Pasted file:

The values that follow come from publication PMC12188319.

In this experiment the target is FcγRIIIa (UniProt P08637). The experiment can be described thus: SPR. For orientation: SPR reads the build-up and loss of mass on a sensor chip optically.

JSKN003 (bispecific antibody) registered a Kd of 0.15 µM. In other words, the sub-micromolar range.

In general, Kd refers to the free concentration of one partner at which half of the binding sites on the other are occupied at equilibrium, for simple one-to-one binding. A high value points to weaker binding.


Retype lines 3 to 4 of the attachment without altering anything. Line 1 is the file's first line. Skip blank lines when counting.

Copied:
JSKN003 (bispecific antibody) registered a Kd of 0.15 µM. In other words, the sub-micromolar range.

In general, Kd refers to the free concentration of one partner at which half of the binding sites on the other are occupied at equilibrium, for simple one-to-one binding. A high value points to weaker binding.